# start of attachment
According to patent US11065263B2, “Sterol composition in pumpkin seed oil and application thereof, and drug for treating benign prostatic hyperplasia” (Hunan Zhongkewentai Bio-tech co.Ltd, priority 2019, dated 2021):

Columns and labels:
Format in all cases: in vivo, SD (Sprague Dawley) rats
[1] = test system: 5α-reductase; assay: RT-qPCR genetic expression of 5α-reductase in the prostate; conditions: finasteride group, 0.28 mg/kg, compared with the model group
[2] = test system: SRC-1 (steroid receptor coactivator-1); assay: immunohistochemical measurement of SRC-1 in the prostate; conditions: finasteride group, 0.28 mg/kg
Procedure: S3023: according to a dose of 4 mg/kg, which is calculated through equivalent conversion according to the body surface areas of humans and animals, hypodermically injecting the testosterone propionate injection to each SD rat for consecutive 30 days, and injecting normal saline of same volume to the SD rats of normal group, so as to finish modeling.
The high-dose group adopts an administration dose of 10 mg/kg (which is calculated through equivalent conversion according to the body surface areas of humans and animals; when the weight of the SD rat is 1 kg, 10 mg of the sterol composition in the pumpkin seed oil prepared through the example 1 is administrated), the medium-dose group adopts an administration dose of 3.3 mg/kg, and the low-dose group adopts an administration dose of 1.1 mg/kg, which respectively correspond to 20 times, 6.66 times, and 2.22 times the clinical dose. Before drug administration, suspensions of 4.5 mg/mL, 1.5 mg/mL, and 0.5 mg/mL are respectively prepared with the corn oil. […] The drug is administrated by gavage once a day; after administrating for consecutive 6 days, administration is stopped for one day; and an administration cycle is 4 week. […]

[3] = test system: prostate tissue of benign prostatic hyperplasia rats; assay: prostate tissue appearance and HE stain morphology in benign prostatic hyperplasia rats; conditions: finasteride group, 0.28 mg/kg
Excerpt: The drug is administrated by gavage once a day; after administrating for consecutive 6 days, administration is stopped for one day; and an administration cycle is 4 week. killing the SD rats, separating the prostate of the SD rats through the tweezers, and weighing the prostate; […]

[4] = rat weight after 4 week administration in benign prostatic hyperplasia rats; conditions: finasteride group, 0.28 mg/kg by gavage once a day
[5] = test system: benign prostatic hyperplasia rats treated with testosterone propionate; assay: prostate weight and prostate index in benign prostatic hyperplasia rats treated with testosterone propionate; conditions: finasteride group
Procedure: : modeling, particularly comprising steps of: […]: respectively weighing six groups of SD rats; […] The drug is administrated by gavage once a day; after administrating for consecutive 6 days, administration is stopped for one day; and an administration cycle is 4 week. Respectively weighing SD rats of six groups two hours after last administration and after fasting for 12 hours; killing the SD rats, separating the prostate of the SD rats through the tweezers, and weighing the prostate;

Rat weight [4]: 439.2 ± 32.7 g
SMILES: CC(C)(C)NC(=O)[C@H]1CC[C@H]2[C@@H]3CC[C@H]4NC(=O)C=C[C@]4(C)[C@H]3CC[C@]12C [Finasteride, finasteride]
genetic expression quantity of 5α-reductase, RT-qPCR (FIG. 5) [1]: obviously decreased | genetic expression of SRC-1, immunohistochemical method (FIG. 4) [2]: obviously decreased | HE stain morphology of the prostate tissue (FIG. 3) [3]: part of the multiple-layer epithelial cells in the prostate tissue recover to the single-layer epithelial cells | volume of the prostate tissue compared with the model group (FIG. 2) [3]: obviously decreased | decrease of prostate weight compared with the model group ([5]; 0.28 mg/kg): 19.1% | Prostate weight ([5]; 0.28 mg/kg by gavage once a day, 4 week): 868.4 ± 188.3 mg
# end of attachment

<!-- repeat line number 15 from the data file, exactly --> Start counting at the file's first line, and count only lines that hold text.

genetic expression quantity of 5α-reductase, RT-qPCR (FIG. 5) [1]: obviously decreased | genetic expression of SRC-1, immunohistochemical method (FIG. 4) [2]: obviously decreased | HE stain morphology of the prostate tissue (FIG. 3) [3]: part of the multiple-layer epithelial cells in the prostate tissue recover to the single-layer epithelial cells | volume of the prostate tissue compared with the model group (FIG. 2) [3]: obviously decreased | decrease of prostate weight compared with the model group ([5]; 0.28 mg/kg): 19.1% | Prostate weight ([5]; 0.28 mg/kg by gavage once a day, 4 week): 868.4 ± 188.3 mg